Tri-generation can provide heating, cooling and electricity. It is a sustainable and efficient solution for any type of building. TRISOFC, an European project, has developed a new solution of tri-generation based on fuel cells. A new way to produce energy reducing pollutant emissions.
TRISOFC. Hydrogen as a fuel
We have talked about hydrogen several times in this blog. You can find amazing developments in hydrogen production, future iPhones powered with hydrogen, biomass as a source for hydrogen, etc. Of course hydrogen is a promising technology for cars. But we had never found a tri-generation system based on hydrogen.
The TRISOFC project has been led by the University of Nottingham. Other institutions such as the Royal Institute of Technology (KTH), the University of Birmingham and the Engineering Faculty of the University of Porto (FEUP) has also collaborated. Furthermore, Vestel Savunma Sanayi, Complex Ltd and Swerea IVF have also participated.
The project has some amazing properties as the principal investigator of the project, Dr Mark Worall, says:
The team designed, optimised and built an LT-SOFC (low temperature) tri-generation prototype, based on the integration of a novel LT-SOFC stack and a desiccant cooling unit.
The unit can work with lower temperatures than other tri-generation units. A regular one, usually requires temperatures from 800 to 1000ºC. This new development, reduces those temperatures between 500 and 600ºC.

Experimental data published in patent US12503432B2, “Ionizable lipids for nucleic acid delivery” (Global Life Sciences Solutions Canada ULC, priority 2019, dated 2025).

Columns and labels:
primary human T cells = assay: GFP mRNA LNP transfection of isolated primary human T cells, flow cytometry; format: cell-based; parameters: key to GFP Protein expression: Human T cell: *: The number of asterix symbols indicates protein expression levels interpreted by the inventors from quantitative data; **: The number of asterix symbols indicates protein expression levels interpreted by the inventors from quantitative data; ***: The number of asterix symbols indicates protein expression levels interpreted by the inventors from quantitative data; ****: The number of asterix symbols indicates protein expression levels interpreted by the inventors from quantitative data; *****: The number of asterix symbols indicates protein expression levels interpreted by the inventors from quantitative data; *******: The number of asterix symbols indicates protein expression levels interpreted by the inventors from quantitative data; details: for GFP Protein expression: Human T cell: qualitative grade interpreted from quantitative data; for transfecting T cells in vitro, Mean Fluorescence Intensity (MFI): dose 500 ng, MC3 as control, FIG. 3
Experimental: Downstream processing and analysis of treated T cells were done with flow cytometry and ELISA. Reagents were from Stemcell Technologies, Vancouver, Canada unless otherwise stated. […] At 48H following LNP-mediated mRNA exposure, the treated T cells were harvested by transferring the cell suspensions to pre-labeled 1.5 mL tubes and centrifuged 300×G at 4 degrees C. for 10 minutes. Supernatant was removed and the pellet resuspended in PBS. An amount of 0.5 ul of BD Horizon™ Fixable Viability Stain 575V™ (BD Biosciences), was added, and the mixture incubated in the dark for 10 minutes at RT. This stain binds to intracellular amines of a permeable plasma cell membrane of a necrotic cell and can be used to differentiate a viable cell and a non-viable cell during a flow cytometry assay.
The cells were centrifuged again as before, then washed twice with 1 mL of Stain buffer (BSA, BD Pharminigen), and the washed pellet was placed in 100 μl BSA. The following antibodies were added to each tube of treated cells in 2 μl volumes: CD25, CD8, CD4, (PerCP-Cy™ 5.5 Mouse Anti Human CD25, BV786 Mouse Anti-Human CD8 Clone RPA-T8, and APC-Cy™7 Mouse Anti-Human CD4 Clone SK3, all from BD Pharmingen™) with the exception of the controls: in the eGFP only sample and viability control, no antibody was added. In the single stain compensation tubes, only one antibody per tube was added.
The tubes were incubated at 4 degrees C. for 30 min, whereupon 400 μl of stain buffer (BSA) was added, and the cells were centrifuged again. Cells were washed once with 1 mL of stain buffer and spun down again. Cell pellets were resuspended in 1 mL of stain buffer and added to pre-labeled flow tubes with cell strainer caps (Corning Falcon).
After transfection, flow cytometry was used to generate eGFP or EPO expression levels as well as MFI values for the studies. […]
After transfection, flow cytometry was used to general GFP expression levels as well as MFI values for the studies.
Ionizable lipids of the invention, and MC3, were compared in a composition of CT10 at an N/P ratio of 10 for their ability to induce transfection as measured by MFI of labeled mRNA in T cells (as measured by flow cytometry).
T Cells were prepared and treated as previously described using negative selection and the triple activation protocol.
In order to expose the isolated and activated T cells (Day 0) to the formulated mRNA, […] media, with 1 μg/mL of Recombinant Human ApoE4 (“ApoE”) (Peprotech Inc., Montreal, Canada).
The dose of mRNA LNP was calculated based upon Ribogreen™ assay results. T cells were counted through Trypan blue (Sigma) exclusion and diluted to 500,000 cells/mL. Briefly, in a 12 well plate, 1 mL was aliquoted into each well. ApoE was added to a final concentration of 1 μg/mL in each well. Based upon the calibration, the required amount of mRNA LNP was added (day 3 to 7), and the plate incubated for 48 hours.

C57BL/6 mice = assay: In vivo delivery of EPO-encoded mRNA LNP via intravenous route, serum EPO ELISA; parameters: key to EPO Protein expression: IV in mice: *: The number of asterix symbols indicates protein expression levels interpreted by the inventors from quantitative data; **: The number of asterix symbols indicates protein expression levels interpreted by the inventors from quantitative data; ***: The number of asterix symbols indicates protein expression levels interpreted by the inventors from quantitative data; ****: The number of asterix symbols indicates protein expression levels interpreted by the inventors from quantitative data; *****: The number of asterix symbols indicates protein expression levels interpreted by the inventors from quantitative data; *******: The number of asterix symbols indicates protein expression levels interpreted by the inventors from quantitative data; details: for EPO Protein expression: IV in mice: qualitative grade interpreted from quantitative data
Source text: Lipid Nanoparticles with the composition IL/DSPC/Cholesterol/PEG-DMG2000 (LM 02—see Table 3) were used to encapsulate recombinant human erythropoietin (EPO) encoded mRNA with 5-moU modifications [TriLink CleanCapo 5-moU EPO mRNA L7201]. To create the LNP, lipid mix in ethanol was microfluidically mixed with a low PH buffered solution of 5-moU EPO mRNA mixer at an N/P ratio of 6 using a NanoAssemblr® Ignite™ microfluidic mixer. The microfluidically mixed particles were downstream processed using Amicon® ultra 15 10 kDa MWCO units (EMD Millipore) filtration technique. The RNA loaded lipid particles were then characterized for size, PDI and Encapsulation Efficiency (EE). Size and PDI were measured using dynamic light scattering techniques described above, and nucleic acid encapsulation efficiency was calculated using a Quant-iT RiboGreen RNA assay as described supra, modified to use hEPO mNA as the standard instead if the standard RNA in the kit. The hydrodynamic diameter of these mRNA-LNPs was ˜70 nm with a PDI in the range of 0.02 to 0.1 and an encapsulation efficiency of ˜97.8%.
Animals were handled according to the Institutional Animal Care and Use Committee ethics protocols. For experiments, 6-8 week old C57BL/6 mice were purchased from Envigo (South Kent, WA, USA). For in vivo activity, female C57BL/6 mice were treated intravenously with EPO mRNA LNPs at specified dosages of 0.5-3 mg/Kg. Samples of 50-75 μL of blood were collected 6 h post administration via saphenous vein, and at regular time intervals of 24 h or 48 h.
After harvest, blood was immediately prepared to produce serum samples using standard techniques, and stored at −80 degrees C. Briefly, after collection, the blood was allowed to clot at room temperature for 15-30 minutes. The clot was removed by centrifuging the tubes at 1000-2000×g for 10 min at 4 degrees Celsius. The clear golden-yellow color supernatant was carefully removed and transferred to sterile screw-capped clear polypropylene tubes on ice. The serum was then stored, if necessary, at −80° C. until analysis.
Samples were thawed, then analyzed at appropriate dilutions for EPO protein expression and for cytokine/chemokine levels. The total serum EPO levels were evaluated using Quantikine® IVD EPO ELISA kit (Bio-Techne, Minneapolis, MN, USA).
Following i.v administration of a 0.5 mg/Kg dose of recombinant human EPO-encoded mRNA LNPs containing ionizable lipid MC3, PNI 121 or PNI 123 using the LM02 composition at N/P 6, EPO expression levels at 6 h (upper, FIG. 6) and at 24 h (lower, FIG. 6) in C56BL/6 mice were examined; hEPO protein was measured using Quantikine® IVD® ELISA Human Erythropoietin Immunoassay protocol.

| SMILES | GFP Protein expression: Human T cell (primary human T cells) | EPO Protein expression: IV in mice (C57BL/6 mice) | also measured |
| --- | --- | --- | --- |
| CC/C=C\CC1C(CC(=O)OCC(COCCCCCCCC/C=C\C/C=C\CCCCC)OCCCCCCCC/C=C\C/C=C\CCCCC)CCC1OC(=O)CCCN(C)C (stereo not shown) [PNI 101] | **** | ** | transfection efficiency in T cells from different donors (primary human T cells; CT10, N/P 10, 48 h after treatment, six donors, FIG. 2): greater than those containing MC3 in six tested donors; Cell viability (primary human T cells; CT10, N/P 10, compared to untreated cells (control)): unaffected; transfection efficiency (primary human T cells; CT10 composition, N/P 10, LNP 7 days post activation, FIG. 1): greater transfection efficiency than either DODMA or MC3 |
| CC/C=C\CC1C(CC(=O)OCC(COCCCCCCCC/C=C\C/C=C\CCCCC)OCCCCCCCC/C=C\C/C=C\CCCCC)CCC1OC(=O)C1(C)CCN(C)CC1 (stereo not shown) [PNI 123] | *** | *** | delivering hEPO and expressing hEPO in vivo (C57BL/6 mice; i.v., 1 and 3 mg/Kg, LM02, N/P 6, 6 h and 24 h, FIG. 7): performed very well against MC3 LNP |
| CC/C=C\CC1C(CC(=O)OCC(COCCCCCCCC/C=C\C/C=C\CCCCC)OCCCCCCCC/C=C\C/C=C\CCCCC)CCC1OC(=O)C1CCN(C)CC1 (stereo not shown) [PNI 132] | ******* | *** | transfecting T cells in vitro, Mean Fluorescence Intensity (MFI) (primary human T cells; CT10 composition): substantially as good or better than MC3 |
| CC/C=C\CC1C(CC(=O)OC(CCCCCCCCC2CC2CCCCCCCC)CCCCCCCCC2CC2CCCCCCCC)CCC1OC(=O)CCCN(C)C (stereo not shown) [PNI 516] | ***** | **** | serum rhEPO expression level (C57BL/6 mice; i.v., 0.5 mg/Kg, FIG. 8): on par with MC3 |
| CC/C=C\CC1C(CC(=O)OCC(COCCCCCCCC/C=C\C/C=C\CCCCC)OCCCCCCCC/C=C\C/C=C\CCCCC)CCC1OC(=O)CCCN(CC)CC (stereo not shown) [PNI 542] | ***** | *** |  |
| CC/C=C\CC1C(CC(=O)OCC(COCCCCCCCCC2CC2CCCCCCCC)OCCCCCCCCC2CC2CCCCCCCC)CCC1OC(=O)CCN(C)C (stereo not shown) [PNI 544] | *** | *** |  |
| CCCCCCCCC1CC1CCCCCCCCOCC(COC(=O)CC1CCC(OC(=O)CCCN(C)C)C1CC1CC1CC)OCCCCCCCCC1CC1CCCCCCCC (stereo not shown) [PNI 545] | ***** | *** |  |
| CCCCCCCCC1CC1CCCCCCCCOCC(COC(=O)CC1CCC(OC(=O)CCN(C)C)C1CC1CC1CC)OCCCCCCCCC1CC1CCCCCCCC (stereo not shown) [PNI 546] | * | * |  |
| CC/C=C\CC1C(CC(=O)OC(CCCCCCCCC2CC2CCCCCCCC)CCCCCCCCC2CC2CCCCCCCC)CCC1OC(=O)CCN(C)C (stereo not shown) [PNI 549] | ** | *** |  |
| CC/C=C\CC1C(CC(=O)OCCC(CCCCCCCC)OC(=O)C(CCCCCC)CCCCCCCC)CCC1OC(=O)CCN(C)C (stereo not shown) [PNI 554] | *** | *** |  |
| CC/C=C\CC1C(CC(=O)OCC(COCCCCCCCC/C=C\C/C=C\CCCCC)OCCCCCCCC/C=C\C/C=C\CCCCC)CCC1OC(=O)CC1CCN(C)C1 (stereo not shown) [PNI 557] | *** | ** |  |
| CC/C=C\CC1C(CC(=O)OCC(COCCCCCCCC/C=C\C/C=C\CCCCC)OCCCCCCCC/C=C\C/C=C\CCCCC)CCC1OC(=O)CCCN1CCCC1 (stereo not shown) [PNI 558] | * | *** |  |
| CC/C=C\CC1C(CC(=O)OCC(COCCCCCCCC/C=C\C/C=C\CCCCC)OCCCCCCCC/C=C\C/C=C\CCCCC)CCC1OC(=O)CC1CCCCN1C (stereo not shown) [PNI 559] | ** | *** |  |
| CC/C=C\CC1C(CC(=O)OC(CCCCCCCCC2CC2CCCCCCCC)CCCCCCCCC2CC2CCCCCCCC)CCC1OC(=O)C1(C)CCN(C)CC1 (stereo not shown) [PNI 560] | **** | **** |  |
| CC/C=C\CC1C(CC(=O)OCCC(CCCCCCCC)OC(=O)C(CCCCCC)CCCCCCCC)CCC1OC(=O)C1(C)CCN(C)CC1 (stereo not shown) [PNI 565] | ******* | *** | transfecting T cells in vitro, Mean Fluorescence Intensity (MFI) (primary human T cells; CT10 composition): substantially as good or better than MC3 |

This is important,’ Dr Worall notes, ‘Because it enables BoP and other temperature dependent components to be manufactured from relatively low cost materials, such as stainless steel, and so potentially it substantially reduces costs of materials and components.’
The results obtained by Dr Worall and the whole TRISOFC team are promising as he says:
In our system, the waste heat from the SOFC is used to re-concentrate the solution. This is a form of thermal storage, which allows us to operate the fuel cell when we don’t need cooling and use it when we do. Our system has three main advantages: firstly, it increases the conversion efficiency of the SOFC from 45 % to 55% to potentially 85 % to 95 %; secondly, it reduces the demand for electrical energy that would be needed to provide comfort cooling (and by reducing electrical energy use, we are also reducing primary energy consumption and carbon dioxide emissions) and thirdly, it reduces cooling provided by vapour-compression refrigeration systems, which currently rely on working fluids that have a global warming potential (GWP) when released.
We really encourage you to visit the website of this project and keep up with hydrogen developments. One of the most promising technologies nowadays.